Great Alpine Gallivant
30 April 2021 / Photos: Rose Smith, Anda Clayton, Brian Clayton; Story: Bob Downing, Geoff Smith, Chris Fondum, Brian Clayton
Great Alpine Gallivant 20 to 23 April 2021
Day 1 Narooma to Metung
Many years ago, Banjo Patterson penned “The Man from Snowy River.” This epic has proven to be a classic and the images of our Australian high country contained in that poem have evoked a dream for a ride that must be done at least once in a lifetime. Having never previously travelled this region,
“There was movement at the station, for the word had passed around”….Jan & I didn’t hesitate to sign up for the run when it was first advertised.
On Monday 19 April, …”All the cracks (dunno about that but certainly a wild bunch) from stations near and far
Had gathered at the station overnight”…..(a late afternoon arrival at Amooran Oceanside Motel, Narooma, followed by a hearty meal at the Narooma Golf Club – would definitely visit these two venues again, and an early night.)
“For the Bushmen love hard riding where the wild horses are
And the stock-horse snuffs the battle with delight”…..
“And Clancy of the Overflow (Michael riding a red NC doing part of day 1 run and then heading back home) came down to lend a hand,
No better horseman ever held the reins;
For never horse could throw him while the saddle girths would stand,
He learnt to ride while droving on the plains.”
Game on and nine cars set off to the place where the wild horses are. South we went, along the highway until just before Bega when we wheeled the mob onto the Snowy Mountains Highway for a sedate trip up the winding roads of Browns Mountain thanks to roadworks and on into the high country for a frolic along the Monaro Highway to Bombala After a brief stop so the riders could water and feed we got back in the saddle for a spirited drive along some excellent driving roads to the settlement of Cann River in Victoria.
Lunch time! Raid the local food shops and meet in the park for food and a talk fest. A slow day in town and we provided entertainment for the locals. After all, nine MX-5’s is not something that happens there every day.
After lunch, we head west along the Princes Highway towards Lakes Entrance. Passed a couple of apparently unattended large SUV’s parked in funny spots on the side of the road. Very clean they were. H’mmm, speed camera cars?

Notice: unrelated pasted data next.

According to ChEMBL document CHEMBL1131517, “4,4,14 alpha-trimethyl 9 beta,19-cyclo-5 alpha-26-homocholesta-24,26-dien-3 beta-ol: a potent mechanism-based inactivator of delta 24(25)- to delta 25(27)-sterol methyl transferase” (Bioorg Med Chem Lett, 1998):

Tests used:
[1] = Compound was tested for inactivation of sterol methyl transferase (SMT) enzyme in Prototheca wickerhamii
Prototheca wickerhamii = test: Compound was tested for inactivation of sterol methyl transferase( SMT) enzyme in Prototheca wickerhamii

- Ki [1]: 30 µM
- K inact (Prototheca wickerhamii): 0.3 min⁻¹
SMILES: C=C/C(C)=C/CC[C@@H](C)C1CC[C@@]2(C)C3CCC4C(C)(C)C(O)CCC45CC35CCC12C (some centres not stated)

A quick stop for fuel at Lakes Entrance and tops up because it was starting to rain and then follow the Leader to Metung. No, I had not heard of Metung either until this run (I Googled it) but worth a return visit.
Settle into the Metung Waters Motel, Apartments & Day Spa and then something to eat at the Metung Hotel (again, both worth re-visiting). An early night and the Day 2 story begins.
Bushfires – much of the run has been affected by the bushfires last year and in 2003. I have heard and seen the media coverage but did not appreciate the extent of the fires and impact until going on this trip. There is a lot of regeneration but a lot of areas are still quite devastated.
Overall, a trip we would definitely do again.
Jan & Bill Short
Day 2 Metung to Bright
After the storms of the previous night, we awoke to a sunny, cold but windy morning. Following breakfast at one of the nearby cafes we all assembled, for the journey up into the high country. Not surprisingly there was a unanimous vote to travel tops up. The first section of the run to Omeo followed the course of the Tambo river through sometimes heavily wooded countryside, the temperature climbing from the single digits in Metung up to double figures before reaching Omeo. After breaking out of the woodlands and into open countryside a suitable stopping place was found which presented many photographic opportunities of the surrounding mountains and small cars. In Omeo we were scheduled for a visit to the museum and a trip out to the historical gold fields. The museum was closed and the roads out to the goldfields deemed unsuitable for our cars. As lunch was not booked for another hour everyone went off in different directions; all enjoyed their ramblings around this historic and beautiful old town which has suffered with many floods and bushfires during its history.